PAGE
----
Born in rural Lincolnshire, Jim Body had just turned thirteen when he became a ‘lad trainee’ with the Great Northern Railway in 1916; his son Geoff joined the LNER in 1945; and Geoff’s son Ian began his management training in 1972: their three stories span a century of railway history, told from the personal perspective of working railwaymen.
Terror in the Tunnels
Britain's Dangerous Railway History
Box Tunnel in Wiltshire is one of the great engineering feats of the railway age but tragically, up to 100 navvies lost their lives during its construction. This history of the building of Britain’s railway infrastructure investigates the many collapses, explosions, floodings, collisions and other accidents that occurred in the tunnels and how lessons about their dangers were gradually learned.
The British Soldier in the First World War
This study of the ordinary British soldier of the First World War focuses on his everyday routines and the equipment, uniform and personal kit that would have been his familiar companions. Covering recruitment, training, life in the trenches and recuperation away from the front, first-hand accounts are complemented by examples of items including mess tins, Mills bombs and the YMCA stationery issued in rest camps, many assembled in historical tableaux that recreate period scenes.
The Mistress of Mayfair
Men, Money and the Marriage of Doris Delevingne
Based on a pursuit of the finer things in life, the marriage of the socialite Doris Delevingne and the gossip columnist Valentine Brown was tempestuous from the start, rocked by affairs with famous figures including Winston Churchill and Diana Mitford. This volume, illustrated with contemporary photographs, charts their relationship during the 1920s and 1930s, offering new insights into the decadent, brittle world of the 'Bright Young Things'.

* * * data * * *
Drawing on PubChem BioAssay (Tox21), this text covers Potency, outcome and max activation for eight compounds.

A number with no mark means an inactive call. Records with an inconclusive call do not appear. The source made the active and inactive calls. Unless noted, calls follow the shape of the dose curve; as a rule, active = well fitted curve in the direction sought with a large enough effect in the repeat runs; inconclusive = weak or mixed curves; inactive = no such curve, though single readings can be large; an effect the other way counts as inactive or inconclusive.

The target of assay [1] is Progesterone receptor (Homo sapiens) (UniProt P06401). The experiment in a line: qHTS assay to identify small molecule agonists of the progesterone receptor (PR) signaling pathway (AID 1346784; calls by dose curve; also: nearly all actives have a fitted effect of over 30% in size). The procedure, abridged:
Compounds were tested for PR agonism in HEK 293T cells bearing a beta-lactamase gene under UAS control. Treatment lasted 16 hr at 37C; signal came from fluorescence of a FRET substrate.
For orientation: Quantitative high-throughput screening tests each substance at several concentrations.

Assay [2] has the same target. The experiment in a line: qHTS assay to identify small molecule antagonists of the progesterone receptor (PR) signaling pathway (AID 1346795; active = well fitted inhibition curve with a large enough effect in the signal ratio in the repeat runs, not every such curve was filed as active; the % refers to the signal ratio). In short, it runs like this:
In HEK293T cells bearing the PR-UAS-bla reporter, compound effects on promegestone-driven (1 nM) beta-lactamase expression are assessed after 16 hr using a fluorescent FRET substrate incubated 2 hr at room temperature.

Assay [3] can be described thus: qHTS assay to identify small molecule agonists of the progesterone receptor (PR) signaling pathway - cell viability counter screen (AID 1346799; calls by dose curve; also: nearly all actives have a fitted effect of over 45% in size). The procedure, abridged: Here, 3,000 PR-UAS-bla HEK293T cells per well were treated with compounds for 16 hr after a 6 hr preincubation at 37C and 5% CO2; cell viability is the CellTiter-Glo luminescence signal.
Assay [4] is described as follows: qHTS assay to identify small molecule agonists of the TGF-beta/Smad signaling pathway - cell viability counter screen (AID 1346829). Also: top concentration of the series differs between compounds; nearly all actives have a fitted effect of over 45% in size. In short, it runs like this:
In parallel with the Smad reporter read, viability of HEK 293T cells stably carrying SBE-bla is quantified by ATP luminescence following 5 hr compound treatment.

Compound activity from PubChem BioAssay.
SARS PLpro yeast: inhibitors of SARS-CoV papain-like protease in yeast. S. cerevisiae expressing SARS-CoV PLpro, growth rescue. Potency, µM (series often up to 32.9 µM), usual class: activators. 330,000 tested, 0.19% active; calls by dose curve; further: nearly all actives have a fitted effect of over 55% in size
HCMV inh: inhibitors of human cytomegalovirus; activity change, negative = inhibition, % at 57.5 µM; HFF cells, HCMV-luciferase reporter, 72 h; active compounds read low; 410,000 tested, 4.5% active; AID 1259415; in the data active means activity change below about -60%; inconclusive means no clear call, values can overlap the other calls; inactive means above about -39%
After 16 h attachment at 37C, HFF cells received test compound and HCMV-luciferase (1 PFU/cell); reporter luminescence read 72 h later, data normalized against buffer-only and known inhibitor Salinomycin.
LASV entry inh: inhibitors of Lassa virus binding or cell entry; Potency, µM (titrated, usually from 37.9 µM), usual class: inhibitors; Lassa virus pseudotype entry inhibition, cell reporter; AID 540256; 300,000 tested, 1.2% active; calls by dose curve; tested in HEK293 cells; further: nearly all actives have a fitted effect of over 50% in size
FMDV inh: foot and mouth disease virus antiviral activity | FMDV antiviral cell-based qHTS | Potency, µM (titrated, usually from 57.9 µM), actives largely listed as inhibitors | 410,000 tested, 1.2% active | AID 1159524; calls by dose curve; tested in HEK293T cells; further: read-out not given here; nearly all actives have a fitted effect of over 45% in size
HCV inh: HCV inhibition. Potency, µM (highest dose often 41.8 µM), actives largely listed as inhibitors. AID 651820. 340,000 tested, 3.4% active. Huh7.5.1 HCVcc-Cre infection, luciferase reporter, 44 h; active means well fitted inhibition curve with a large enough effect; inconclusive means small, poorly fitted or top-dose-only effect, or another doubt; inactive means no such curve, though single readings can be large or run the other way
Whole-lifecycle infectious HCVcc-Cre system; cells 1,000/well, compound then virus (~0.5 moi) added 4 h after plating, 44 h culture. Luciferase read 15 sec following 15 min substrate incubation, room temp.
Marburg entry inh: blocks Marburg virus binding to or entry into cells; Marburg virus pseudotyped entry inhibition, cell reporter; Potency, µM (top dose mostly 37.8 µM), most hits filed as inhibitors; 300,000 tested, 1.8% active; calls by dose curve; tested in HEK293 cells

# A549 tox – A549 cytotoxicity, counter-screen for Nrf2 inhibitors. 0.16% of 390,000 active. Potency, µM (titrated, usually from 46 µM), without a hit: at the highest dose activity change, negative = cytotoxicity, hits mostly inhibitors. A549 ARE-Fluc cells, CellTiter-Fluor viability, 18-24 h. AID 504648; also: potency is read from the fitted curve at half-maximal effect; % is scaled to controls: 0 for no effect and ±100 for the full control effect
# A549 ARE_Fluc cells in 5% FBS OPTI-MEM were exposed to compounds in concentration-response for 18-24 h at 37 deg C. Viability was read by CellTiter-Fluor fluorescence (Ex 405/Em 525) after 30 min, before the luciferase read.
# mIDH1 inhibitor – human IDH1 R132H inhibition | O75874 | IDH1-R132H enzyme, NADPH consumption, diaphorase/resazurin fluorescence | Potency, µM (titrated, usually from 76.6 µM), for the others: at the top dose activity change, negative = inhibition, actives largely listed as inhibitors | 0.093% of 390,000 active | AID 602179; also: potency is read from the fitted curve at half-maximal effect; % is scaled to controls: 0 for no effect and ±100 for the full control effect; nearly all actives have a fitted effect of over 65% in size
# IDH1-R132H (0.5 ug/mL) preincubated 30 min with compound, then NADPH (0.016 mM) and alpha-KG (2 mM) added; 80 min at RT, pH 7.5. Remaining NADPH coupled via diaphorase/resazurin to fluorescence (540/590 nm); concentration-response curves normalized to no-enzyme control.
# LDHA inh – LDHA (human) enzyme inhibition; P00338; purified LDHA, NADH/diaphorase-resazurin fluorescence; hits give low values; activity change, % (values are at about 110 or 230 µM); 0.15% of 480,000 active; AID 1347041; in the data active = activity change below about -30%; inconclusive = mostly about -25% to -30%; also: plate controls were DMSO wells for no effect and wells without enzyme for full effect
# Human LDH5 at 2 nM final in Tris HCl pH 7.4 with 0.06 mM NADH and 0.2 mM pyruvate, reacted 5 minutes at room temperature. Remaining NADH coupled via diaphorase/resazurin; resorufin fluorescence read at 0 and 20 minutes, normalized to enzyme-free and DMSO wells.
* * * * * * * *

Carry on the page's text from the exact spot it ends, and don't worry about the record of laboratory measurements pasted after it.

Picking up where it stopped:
Lady Jane Grey
Nine Days Queen
As the great-niece of Henry VIII, Jane Grey was a pawn in the power game of Tudor politics. The dying Edward VI made Jane his heir and, on 6 July 1553, aged 16, she became queen. Her reign lasted nine days: when Mary Tudor claimed the throne, Jane was sent to the Tower and beheaded in 1554. In this compassionate biography, Plowden tells the story of a gifted, scholarly girl, doomed by her royal blood.
Paul Nixon: The Autobiography
Wicketkeeper-batsman Paul Nixon is among the most eccentric cricketers to play for England, Leicestershire or Kent. With forewords from Steve Waugh and Viv Richards, this frank, humorous account of his career addresses issues such as family tragedy, sledging, match-fixing and his battle with mental demons.
The Gunpowder Plot
The 1605 Gunpowder Plot is one of the best-known events in British history, commemorated on 5 November each year. This book re-evaluates the evidence about the origins, depth and extent of the plot. It profiles the conspirators, including Robert Catesby and Guy Fawkes, and examines their backgrounds, aims and objectives. It follows their trial and execution, and reveals for the first time how close they came to overthrowing the government.
Remembering 1914–18, Great War Britain
Swindon’s principal employer – the Great Western Railway – expanded its output of rolling stock during the First World War, as well as extending operations to the production of munitions. This review of the conflict’s impact on the town includes archive photographs and ephemera.
Remembering 1914–18, Great War Britain
The King’s Own Royal Lancaster Regiment was the destination for many of Lancaster’s young men in 1914. This study of the city’s experience of the war draws on regimental records as well as first-hand accounts and contemporary documents and photographs.
Remembering 1914–18, Great War Britain